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Belgian king expresses 'deepest regrets' for wounds inflicted in Congo

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By Euronews
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King Philippe greets 100-year-old corporal Albert Kunyuku, the last surviving Congolese veteran of World War II, in Kinshasa, Democratic Republic of the Congo, June 2022.
King Philippe greets 100-year-old corporal Albert Kunyuku, the last surviving Congolese veteran of World War II, in Kinshasa, Democratic Republic of the Congo, June 2022.   -   Copyright  Samy Ntumba Shambuyi/Copyright 2022 The Associated Press. All rights reserved.

On his first visit to the Democratic Republic of Congo, Belgium's King Philippe returned a looted artefact as an "indefinite loan”.

And he expressed his "deepest regrets for the wounds" inflicted on the country by his ancestors.

The Belgian monarch is visiting the country for a 6-day tour. And during a speech, he said that "Although many Belgians were sincerely committed, deeply loving the Congo and its people, the colonial regime as such was based on exploitation and domination."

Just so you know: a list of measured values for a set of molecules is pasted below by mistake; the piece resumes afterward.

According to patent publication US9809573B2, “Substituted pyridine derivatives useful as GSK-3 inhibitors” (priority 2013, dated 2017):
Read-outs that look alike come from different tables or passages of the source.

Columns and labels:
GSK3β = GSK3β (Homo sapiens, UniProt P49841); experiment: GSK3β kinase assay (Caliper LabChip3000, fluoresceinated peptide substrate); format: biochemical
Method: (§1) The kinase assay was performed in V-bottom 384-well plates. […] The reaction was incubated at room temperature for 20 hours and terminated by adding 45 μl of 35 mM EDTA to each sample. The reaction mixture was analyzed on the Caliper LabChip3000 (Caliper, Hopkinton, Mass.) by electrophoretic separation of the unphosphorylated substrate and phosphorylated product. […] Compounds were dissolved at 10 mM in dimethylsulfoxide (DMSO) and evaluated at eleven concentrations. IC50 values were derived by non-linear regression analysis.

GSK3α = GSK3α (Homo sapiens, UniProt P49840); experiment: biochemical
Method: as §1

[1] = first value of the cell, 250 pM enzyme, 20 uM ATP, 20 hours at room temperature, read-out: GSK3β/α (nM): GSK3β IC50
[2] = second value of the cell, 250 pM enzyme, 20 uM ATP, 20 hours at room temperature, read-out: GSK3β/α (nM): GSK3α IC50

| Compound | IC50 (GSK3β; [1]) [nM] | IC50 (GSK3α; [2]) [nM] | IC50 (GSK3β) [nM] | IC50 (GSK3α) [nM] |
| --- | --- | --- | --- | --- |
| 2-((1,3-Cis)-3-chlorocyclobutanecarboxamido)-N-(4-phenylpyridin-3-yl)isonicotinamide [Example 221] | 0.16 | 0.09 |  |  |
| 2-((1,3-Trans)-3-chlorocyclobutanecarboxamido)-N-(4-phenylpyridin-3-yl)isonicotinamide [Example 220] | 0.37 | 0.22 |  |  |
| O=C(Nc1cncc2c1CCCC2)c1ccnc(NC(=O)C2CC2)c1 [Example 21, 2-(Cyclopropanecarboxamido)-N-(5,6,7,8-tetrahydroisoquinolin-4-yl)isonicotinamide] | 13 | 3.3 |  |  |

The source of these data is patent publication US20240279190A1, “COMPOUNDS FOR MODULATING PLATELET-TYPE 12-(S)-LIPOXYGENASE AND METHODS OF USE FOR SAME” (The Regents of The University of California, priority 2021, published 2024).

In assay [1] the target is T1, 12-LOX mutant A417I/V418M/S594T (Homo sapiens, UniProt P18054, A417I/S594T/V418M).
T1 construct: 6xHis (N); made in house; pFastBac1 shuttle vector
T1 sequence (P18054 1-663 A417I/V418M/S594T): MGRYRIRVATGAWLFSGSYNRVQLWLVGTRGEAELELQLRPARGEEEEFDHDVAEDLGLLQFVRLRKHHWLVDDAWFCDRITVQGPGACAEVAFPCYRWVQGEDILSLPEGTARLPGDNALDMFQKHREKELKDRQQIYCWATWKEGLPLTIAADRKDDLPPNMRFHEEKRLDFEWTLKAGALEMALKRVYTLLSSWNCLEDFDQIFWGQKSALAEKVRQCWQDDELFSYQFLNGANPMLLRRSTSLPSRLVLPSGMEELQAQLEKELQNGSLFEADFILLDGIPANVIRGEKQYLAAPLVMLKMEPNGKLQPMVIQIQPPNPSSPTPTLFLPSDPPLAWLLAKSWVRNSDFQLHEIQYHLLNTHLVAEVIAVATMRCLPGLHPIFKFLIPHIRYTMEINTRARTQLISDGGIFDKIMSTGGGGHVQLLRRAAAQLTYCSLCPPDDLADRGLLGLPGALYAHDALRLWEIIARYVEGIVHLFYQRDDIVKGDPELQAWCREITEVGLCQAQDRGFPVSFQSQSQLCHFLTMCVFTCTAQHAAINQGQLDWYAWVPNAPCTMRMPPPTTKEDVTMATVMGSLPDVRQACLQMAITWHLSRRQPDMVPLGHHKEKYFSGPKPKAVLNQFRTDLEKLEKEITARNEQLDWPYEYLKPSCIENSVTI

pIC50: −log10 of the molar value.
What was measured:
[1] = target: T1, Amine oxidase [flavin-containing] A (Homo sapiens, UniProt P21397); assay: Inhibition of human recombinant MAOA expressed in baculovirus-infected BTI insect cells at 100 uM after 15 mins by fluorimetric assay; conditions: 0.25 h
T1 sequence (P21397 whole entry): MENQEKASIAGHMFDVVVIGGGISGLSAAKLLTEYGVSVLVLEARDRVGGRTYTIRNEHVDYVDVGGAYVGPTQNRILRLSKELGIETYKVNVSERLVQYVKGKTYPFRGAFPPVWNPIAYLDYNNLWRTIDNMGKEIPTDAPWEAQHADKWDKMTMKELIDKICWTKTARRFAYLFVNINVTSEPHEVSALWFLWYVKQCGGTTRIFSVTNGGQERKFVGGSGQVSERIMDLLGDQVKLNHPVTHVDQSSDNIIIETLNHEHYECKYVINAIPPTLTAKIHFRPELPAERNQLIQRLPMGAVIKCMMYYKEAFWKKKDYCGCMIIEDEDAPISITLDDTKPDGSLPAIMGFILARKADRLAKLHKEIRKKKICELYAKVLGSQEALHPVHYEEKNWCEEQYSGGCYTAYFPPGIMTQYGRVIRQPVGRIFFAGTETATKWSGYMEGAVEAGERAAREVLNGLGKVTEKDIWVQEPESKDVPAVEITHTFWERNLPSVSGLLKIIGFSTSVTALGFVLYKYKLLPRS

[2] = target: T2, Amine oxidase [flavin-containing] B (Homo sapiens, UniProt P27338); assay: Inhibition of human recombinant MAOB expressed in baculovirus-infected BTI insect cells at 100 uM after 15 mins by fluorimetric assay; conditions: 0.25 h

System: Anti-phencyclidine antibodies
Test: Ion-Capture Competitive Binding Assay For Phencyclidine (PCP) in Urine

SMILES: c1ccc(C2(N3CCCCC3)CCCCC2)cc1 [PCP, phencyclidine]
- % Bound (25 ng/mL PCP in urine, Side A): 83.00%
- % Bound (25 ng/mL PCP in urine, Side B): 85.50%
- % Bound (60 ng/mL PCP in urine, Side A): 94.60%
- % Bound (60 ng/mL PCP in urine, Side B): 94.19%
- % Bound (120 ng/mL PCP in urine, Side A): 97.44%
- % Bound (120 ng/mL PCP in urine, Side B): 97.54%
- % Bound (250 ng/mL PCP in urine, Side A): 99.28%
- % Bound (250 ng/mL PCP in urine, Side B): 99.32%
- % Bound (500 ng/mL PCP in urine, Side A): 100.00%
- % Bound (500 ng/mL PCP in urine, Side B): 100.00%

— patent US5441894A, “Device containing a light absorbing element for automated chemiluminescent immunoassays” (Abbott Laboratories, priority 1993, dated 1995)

And he added that the colonial regime "was one of an unequal relationship. It was in itself unjustifiable, marked by paternalism, discrimination, and racism. It gave rise to abuses and humiliations".

According to Ronald Kato, senior journalist for Euronews' sister organisation Africanews, officials are trying to use the visit to improve relations with Belgium.

But for many people in the country, the situation is different.

“On the streets and social media there has been a great deal of dissent, with some people calling for the King to apologise,” Kato said.

“And to even pay for the crimes that Belgian committed and for the country’s wealth that the Belgians looted.”

King Philippe’s ancestor, Leopold II, plundered Congo as his fiefdom from 1865 to 1909.

An estimated 10 million Congolese died in the first 23 years of his control. It then passed to the Belgian state until it gained independence in 1960.

King Philippe became the first Belgian official to express regret for this period two years ago.

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